Principle of Islamic finance

Man-Brothers-Islamic-Financial-Institution1- Prohibition of Riba

The term “Riba” means, in Muslim law, any advantage or surplus perceived  by one of the contracting parties without any compensation acceptable and legitimate from pint of view of Sharia. Riba has two main forms:

  • Riba-Al-fadl :  It is  all concrete surplus perceived during a direct exchange between two things of same nature which are sold by weight or measurement.
  • Riba-Annassia :   The surplus collected during paying off of a due, whose payment was made ​​as condition explicitly or implicitly in the contract, because of the deadline granted for the deferred  settlement. Riba-Annassia is the most prevalent  type in the society, especially through the credits, loans and investments offered by the banking institutions and traditional financial bodies.

This differentiates Riba in its both forms for sale of a good or service, as the compensation collected is considered acceptable in  Muslim law, only if it aims to compensate something legitimate, such as:

  • Loss of value related to the use of an asset (in case of renting of an asset),
  • the effort made for fulfillment of an objective (in case of sale of a good produced by the seller)
  • or work performed  to obtain a tangible asset  and the risk involved in its care (in case of sale of goods purchased from others).

According to the French orientalist Austruy Jaques (“Islam in relation to economic development,”  economic collection and humanism, workers editions. Paris 2006), prohibition of Riba in all its forms seems to be one of the consequences of egalitarianism sought in Islamic law. Because according to him, this prohibition is based on double affirmation that time belongs to God alone and cannot be sold, and that the money, in itself, is not productive. Thus, prohibit the withdrawal by the lender of any benefit from its loan, unless this benefit is freely granted by the borrower after loan repayment and without constituting a tacit or explicit condition for it.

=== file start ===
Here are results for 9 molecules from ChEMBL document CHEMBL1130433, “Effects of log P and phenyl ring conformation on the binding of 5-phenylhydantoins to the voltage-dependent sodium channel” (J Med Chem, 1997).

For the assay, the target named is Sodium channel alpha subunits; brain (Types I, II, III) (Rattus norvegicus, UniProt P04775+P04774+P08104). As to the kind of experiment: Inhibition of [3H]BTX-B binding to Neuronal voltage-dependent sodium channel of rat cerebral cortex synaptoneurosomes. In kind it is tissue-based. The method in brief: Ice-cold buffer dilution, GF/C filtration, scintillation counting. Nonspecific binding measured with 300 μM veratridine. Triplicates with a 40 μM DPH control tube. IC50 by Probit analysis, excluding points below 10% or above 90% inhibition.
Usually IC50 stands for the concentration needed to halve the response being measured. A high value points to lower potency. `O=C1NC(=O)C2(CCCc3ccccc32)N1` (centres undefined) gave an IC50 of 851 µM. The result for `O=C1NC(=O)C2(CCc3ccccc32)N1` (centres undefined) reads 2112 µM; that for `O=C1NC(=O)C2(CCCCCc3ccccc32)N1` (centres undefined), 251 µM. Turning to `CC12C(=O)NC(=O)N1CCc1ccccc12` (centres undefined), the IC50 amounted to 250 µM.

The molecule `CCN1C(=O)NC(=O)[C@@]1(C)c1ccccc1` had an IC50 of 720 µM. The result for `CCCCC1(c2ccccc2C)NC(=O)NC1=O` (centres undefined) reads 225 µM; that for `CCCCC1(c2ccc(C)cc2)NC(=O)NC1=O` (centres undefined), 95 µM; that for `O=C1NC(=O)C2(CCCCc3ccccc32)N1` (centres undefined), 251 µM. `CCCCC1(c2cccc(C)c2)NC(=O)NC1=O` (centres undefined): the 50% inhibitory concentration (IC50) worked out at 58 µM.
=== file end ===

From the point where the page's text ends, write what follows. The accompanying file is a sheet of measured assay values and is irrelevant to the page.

2- Prohibition of Gharar and Maysir

Sharia also requires, in business and commerce, that it is not allowed  to conclude the transaction that contains Gharar. Gharar can be defined as being any significant blur for one of its  tradable assets and/or which has in itself hazardous and uncertain character. This is the case particularly:

  • when the sale covers a commodity that is not accurately determined.
  • when the transaction is concluded without the price of the commodity  being clearly fixed.
  • when the transaction covers a specific good that the seller not yet owns.
  • when the transfer of ownership is dependent upon a hazardous event.

This corresponds in conventional finance to the products or future transactions characterized by an obvious uncertainty regarding their realization, such as Futures, Swaps or  other complex financial products such as Subprimes.

Similarly, Sharia prohibits transactions based on Maysir. Etymologically,  Maysir was a game of chance, in the economic field, it means any form of contract in which the right of contracting parties depends on a random event. Thus, each contract must have all the basic terms (such as objective, price, turnaround time and identity of the parties) clearly defined on the day of its conclusion. However, Muslim jurists strongly encourage  satisfaction of all prior conditions before signing the contract. This clearly differentiates the Islamic banks from the institutions interest loan, based on the principle that one can buy without paying and sell without holding, constantly fueling speculation and undermining the stability of the banking system.

The calculated risk of an investment is permitted by Sharia, however the prohibition  of future contracts involving Gharar and Maysir arises from the fact that the risk of false anticipation of market developments could jeopardize  carrying out of transactions based on uncertainty, speculation, or even tortious possession of privileged and prior information. Muslim jurists also justify  prohibition of these transactions by the need to direct the funds available for financing the real economy, instead of  leaving them to feed empty  financial bubbles of any useful productivity and wealth.